Tutorial: Animating a Speaker!

Speaker Effects

This is a tutorial that I’ve been wanting to write for a while. Now when a tutorial catches my eye, I will usually give it a read through regardless whether its a Maya or a Blender tutorial because I take the view that its the idea that is important not the software, 3D applications have their similarities and have their differences. The fun part is working around those differences, to produce a similar or maybe an even better result. One such tutorial was posted at computerarts.co.uk entitled “Sound and Vision”. Its deals with creating and animating a speaker with a matrix like visual effect added to it. Now up to certain point in that tutorial it is pretty easy to follow, it when we get to the rigging and animating that blender user may get lost.

Modeling the speaker is pretty straight forward and similar steps can be taken as in the original 3D studio max tutorial, by using the spin tool. What’s the spin tool? Following the link, and read the section on Spin and Spin Dub, its not long read and will most likely come in handy in future projects.

If you don’t want to model the speaker then you can use my speaker model, which can be found in “Scene”(you can download the file at the bottom of the page), I advise you to use my model firstly, so that we are all on the same page, after that you can go ahead and make your own. I would never model anything without first having some kind of general idea of how it works. I found this nice website that does just that http://www.bcae1.com/speaker.html. Now during the modeling process we don’t have to model every single component, all we need to do is model what will be seen, any thing else it just wasted polygons computations which will slow down rendering. There are three objects that make up the speaker and they are the cone, frame(includes casket) and spider. Its important to have the cone and spider as separate objects.

Alright lets begin the rigging. (if you get lost refer to Scene 2 in the project file)

First things first select the spider object, press Shift+S and select Cursor->Active(this will snap the 3D cursor to the spiders center point).

Press Shift+S in 3D view

Add an Empty your scene(hit your keyboards space-bar Add->Empty. We will use this Empty later on in tutorial). Name the empty something like uh… “link”(I’m terrible when it comes to naming objects)

Select the spider again and go into edit mode, select all the vertices(press “A” button twice)

Now hover the cursor of over the buttons window, Press F9 to show the editing options. Look for the panel that has Link and Material.

Under Vertex Groups click on New(this will assign a vertex group to the spider), change the name of the Group to something like “frame”, the default Weight: value should be 1.000 if not make sure that it is. Now press the Assign button.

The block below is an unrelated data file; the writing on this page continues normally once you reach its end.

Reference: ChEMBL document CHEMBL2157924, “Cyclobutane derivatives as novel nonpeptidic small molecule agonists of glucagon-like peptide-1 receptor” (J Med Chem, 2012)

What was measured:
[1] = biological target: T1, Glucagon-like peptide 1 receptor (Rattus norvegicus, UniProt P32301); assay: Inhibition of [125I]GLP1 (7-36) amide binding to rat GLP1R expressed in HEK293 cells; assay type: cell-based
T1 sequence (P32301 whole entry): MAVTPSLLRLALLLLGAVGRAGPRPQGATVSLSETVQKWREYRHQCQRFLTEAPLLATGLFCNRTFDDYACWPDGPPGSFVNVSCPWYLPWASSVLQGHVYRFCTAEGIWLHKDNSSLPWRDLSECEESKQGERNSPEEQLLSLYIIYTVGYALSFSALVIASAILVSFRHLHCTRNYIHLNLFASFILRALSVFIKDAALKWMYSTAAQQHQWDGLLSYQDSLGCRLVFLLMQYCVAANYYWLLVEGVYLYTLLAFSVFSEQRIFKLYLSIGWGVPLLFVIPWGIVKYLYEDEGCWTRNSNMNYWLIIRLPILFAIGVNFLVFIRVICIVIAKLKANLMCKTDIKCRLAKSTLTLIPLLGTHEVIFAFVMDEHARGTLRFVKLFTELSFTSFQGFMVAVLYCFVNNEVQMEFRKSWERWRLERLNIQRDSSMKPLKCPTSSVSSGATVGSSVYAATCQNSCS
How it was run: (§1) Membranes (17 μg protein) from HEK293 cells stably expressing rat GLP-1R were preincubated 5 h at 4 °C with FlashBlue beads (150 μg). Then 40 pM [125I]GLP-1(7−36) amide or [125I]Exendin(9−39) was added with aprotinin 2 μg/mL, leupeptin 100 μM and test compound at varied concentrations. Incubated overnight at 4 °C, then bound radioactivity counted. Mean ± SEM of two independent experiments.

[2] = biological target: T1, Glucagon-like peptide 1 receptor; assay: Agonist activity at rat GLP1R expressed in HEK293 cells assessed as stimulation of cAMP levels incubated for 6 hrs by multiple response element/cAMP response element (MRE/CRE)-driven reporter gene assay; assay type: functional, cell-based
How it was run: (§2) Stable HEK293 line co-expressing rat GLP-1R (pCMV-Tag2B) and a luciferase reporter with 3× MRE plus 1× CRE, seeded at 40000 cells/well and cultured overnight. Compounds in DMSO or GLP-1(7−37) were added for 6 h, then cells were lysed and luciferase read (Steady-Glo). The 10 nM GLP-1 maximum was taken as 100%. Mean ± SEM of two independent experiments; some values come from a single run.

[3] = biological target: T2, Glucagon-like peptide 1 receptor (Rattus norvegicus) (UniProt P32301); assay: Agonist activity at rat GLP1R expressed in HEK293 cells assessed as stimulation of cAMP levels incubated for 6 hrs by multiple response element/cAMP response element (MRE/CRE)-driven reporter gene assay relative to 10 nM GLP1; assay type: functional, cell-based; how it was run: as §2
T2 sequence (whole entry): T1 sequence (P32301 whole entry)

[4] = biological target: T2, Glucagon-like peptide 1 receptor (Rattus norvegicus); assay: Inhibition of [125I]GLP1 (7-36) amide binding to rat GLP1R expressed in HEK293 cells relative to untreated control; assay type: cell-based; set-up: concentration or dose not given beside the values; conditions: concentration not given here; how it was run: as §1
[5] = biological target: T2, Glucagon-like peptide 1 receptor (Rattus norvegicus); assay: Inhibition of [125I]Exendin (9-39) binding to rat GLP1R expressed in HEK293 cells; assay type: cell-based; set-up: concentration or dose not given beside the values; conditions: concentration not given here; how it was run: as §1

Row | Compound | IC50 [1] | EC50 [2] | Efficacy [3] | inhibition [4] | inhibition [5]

Press Tab to go back to object mode, then press Ctrl+Tab to go into Weight Paint mode… your spider should now be red not blue.

Weight value of 1.000 assigned to the spider

There are two ways you can do the next.

Firstly click Tab to get you back into edit mode, all the vertices should be selected, press and hold Alt+shift then using the RMB(right mouse button) select the outer most edge loop. Press Ctrl –(minus), you’ll notice that selection area decreases to the next edge loop, continue pressing Ctrl – until you have unselected four edge loops.

Select the edge loop and press Ctrl -

Now the spider should be thought of as a spring, the outside is rigid and fixed to the frame, while the closer you get to the inside the more flexible it will become. Red colour(vertex weight value 1) being the most rigid while blue(vertex value 0) being the least. Go back to the vertex group weight settings, change the value to 0.8, and press “assign”(if you press TAB you’ll notice that the colour of the selected area has changed in weight paint mode).

Press Ctrl – a few times to reduce the number of edge loops, lower the value of the vertex weight a little more and press the Assign button then repeat. What you really want, is by the time you make it to the two inner most edge loops the weight value should be  0. The spider in weight paint mode should look similar to the following.

Frame weight paint

Now create a new vertex group called “movement”, select all the vertices’s of the spider and assign them the weight value of 0. Now believe it or not we will repeat the previous few steps but instead of going from red to blue(weight value 1 to 0) we will now do the opposite, blue to red(0 to 1). The “movement” group being the opposite of the “frame” group.

Movement Vertex Group

I did mention that there was another way of doing this and that is using the weight paint brush to paint in the values.